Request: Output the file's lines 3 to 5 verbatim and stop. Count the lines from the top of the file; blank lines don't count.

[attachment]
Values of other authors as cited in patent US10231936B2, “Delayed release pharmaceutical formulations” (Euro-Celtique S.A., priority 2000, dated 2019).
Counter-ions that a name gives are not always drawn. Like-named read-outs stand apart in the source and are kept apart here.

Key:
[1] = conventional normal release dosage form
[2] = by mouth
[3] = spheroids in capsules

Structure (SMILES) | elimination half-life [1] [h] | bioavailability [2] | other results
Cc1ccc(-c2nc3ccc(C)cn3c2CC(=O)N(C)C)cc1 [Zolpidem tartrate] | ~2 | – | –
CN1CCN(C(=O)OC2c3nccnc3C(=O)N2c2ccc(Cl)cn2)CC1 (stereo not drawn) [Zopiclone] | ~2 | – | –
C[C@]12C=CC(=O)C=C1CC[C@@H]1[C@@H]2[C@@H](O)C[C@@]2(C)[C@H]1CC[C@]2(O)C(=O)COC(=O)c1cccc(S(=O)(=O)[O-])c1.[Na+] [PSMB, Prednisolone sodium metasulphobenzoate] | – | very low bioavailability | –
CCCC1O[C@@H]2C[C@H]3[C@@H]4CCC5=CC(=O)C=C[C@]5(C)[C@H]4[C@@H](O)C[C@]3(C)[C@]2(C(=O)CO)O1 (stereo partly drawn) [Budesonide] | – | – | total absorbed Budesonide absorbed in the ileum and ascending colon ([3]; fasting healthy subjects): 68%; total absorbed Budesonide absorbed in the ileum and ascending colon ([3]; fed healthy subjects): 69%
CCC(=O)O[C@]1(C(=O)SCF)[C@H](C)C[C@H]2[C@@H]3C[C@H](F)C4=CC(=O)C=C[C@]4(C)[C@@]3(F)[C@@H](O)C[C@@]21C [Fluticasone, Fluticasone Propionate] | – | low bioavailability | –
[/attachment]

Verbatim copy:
Key:
[1] = conventional normal release dosage form
[2] = by mouth